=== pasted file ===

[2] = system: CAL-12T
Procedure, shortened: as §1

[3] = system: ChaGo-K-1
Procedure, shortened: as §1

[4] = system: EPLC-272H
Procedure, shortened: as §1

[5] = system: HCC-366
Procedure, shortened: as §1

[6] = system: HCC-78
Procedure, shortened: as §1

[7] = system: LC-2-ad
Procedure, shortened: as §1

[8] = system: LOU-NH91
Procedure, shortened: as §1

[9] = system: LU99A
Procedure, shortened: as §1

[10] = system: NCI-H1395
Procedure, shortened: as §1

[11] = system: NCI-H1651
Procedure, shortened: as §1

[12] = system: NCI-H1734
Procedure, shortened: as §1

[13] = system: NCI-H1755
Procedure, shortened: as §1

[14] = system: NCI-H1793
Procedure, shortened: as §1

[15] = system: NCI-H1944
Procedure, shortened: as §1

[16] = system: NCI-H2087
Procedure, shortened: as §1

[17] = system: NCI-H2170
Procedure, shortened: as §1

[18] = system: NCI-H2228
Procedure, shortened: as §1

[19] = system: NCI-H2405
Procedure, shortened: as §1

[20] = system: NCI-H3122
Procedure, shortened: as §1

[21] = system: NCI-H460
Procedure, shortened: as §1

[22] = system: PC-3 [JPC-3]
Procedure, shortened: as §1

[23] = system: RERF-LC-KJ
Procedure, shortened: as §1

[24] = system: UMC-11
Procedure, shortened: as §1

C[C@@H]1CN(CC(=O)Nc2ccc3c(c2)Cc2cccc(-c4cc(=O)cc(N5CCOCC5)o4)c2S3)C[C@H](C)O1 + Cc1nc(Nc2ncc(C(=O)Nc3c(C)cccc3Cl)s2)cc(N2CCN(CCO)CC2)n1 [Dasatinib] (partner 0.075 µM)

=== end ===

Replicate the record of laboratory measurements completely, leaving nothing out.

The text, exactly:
[2] = system: CAL-12T
Procedure, shortened: as §1

[3] = system: ChaGo-K-1
Procedure, shortened: as §1

[4] = system: EPLC-272H
Procedure, shortened: as §1

[5] = system: HCC-366
Procedure, shortened: as §1

[6] = system: HCC-78
Procedure, shortened: as §1

[7] = system: LC-2-ad
Procedure, shortened: as §1

[8] = system: LOU-NH91
Procedure, shortened: as §1

[9] = system: LU99A
Procedure, shortened: as §1

[10] = system: NCI-H1395
Procedure, shortened: as §1

[11] = system: NCI-H1651
Procedure, shortened: as §1

[12] = system: NCI-H1734
Procedure, shortened: as §1

[13] = system: NCI-H1755
Procedure, shortened: as §1

[14] = system: NCI-H1793
Procedure, shortened: as §1

[15] = system: NCI-H1944
Procedure, shortened: as §1

[16] = system: NCI-H2087
Procedure, shortened: as §1

[17] = system: NCI-H2170
Procedure, shortened: as §1

[18] = system: NCI-H2228
Procedure, shortened: as §1

[19] = system: NCI-H2405
Procedure, shortened: as §1

[20] = system: NCI-H3122
Procedure, shortened: as §1

[21] = system: NCI-H460
Procedure, shortened: as §1

[22] = system: PC-3 [JPC-3]
Procedure, shortened: as §1

[23] = system: RERF-LC-KJ
Procedure, shortened: as §1

[24] = system: UMC-11
Procedure, shortened: as §1

C[C@@H]1CN(CC(=O)Nc2ccc3c(c2)Cc2cccc(-c4cc(=O)cc(N5CCOCC5)o4)c2S3)C[C@H](C)O1 + Cc1nc(Nc2ncc(C(=O)Nc3c(C)cccc3Cl)s2)cc(N2CCN(CCO)CC2)n1 [Dasatinib] (partner 0.075 µM)